Friday, May 29, 2009


A lot of organizations still think that change is an exception to the normal situation. They think that the goal is to return to the status quo as soon as possible.


In the IT industry I was used to having two major reorganizations/changes per year and some smaller ones during the year as well. However when I moved to the airline industry they were used to one major change every three or four years. This means that they see change as the exception, even as something that you should minimize. The people in those organizations are thus stimulated not to change and to maintain their current work practices. There was an employee who told me quite frankly that he did the same type of work for almost ten years, even though he had experienced minimal three major changes. He just changed the name of his department, but kept doing exactly the same work. And this is one of the reasons why only one in three change programs succeeds.


This situation occurs quite frequently:

  1. Change is seen as an exception
  2. When change is implemented, there is no change in the behavior of the people.


In the current economic and financial crisis many people think in the same way. That we are now facing some serious challenges, but that ‘things’ will get better and we then will return back to ‘normal’ again. We just have to cut a lot of costs, lay off some people and be careful. And when the market changes we just continue as if nothing has happened.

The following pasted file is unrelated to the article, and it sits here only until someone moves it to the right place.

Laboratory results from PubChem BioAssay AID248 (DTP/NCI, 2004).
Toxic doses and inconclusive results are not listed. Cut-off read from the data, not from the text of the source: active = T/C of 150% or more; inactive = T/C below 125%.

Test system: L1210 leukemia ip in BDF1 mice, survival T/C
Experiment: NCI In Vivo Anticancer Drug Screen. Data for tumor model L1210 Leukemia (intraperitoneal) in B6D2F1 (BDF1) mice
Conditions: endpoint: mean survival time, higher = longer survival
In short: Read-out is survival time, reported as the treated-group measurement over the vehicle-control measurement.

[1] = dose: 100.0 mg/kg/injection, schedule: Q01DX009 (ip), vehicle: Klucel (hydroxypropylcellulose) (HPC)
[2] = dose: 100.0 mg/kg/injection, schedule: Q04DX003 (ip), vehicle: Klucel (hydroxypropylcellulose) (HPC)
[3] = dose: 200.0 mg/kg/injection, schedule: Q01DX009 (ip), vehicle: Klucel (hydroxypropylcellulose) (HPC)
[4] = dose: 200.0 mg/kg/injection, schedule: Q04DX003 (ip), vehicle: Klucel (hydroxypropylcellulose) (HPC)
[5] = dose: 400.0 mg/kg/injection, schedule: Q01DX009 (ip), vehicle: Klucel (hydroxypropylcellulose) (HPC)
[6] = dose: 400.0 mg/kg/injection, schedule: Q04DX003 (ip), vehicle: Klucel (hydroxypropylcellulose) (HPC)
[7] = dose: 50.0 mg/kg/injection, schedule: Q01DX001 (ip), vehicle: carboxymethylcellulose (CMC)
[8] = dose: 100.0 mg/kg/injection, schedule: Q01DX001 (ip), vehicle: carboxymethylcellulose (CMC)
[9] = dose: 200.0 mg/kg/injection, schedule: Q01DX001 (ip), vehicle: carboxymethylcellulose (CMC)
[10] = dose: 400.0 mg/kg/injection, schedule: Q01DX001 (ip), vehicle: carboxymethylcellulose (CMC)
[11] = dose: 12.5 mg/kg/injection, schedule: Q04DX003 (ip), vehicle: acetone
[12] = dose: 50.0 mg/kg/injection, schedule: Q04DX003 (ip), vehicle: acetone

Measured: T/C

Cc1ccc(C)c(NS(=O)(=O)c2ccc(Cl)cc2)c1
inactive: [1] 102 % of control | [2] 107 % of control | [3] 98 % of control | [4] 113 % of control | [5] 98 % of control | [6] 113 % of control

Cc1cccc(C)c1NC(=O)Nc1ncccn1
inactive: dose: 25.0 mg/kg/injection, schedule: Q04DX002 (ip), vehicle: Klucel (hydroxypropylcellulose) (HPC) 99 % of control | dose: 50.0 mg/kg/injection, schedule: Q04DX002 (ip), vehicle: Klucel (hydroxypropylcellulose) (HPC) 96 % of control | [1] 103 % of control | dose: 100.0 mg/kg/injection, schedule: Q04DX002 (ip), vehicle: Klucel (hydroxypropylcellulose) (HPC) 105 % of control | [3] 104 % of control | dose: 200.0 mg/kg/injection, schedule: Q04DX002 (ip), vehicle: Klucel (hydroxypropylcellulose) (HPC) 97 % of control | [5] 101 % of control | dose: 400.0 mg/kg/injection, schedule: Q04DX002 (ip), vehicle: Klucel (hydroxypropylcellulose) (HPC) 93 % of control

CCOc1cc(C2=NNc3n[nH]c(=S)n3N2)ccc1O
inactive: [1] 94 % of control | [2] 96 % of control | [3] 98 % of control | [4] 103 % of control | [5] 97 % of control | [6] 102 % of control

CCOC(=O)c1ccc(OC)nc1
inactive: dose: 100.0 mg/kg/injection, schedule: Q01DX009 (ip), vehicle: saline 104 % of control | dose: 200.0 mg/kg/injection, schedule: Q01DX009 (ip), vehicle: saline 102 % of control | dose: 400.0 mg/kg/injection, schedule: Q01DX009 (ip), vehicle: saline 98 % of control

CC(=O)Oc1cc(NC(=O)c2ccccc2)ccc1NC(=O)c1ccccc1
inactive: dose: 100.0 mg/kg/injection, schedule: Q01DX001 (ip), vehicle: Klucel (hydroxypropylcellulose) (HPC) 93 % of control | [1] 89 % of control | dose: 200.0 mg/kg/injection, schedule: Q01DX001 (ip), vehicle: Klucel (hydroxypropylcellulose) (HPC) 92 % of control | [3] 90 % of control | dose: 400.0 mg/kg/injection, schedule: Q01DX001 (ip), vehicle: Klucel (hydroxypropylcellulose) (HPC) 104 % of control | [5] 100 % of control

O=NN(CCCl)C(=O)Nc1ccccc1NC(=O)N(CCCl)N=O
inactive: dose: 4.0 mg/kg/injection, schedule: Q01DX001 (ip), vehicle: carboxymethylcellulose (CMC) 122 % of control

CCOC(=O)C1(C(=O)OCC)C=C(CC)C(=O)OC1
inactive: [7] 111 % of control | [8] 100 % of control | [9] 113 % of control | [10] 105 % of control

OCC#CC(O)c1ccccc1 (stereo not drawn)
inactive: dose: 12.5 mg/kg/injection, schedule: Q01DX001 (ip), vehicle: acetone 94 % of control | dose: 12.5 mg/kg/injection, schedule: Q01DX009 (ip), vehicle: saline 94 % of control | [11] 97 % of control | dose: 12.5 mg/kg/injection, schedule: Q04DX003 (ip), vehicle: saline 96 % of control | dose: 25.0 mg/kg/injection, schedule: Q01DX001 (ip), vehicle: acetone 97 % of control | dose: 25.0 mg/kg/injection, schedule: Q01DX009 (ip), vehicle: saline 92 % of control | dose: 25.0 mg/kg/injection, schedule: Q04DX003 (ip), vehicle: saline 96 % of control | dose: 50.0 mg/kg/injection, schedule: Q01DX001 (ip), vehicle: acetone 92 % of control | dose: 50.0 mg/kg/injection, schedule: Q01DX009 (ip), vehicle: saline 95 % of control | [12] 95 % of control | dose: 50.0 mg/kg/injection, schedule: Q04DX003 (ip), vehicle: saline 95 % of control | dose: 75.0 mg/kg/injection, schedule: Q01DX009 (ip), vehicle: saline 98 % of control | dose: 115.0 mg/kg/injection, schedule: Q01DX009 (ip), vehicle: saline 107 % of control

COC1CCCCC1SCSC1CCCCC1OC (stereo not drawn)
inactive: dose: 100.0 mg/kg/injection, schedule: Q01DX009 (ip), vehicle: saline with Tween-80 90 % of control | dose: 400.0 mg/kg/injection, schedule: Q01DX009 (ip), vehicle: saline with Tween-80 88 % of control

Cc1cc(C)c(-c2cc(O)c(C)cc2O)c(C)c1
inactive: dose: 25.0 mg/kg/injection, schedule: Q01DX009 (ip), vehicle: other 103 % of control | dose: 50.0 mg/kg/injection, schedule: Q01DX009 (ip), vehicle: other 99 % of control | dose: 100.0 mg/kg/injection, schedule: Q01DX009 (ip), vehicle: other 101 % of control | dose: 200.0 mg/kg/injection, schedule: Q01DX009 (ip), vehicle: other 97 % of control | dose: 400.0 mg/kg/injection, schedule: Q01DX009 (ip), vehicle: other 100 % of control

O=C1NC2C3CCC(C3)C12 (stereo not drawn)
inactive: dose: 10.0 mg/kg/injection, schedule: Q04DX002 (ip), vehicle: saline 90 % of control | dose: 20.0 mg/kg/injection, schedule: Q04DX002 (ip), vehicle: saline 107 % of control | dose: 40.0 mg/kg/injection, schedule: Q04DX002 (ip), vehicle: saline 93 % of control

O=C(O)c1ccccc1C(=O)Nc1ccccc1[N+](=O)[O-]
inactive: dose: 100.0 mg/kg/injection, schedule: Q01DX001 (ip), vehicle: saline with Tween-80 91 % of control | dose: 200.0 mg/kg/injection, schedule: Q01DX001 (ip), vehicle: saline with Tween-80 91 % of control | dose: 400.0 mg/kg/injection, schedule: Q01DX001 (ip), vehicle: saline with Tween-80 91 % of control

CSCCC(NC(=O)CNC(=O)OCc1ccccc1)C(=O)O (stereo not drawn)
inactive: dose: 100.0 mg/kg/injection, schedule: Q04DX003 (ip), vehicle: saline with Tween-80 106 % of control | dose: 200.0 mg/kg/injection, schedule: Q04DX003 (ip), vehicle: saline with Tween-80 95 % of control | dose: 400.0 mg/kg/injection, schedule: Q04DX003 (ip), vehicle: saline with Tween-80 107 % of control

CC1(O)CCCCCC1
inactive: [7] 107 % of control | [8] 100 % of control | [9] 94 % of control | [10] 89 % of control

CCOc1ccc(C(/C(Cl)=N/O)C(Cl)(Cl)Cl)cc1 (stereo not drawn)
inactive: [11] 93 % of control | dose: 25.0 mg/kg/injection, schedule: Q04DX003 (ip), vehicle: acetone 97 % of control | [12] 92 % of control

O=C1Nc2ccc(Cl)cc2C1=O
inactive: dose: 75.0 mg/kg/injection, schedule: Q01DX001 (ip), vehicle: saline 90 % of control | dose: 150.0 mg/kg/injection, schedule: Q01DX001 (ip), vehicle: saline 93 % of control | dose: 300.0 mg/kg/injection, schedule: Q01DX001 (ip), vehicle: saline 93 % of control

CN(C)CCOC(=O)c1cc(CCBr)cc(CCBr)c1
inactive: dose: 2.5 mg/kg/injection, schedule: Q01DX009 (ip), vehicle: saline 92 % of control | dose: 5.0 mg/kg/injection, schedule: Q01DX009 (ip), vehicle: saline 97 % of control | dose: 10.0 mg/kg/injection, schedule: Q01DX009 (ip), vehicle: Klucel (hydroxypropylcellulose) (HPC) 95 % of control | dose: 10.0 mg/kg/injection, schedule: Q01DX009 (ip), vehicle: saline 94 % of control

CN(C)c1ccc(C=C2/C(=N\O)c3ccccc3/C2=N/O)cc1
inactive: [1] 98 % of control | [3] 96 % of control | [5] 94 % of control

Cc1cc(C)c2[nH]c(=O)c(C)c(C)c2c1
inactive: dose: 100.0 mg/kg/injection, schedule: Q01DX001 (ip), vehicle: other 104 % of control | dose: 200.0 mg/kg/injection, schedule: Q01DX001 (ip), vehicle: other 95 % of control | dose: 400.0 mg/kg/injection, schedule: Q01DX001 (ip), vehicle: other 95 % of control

But this is a major mistake!


The market is changing structurally. Globalization is now really working as it was envisioned many years ago. Technology is facilitating this and technology will continue to change the way work is done. On the management side, people are no longer accepting the greed of their leaders for financial incentives. People also want to be treated as human beings and not as spare parts in a machine. The entire financial system is also changing structurally. The environmental challenges are not temporary setbacks.


All of these challenges require an adequate response. In order to respond adequately you have to understand that:

  1. Change is the new normal
  2. Change implementation will only be successful when people change their behaviors.


This requires a new perspective (there will no longer be a status quo for a long period) and a new mindset (people are the only real differentiator of any organization).


Which leaders are prepared to step out of their comfort zone and instill this new culture of change and innovation??


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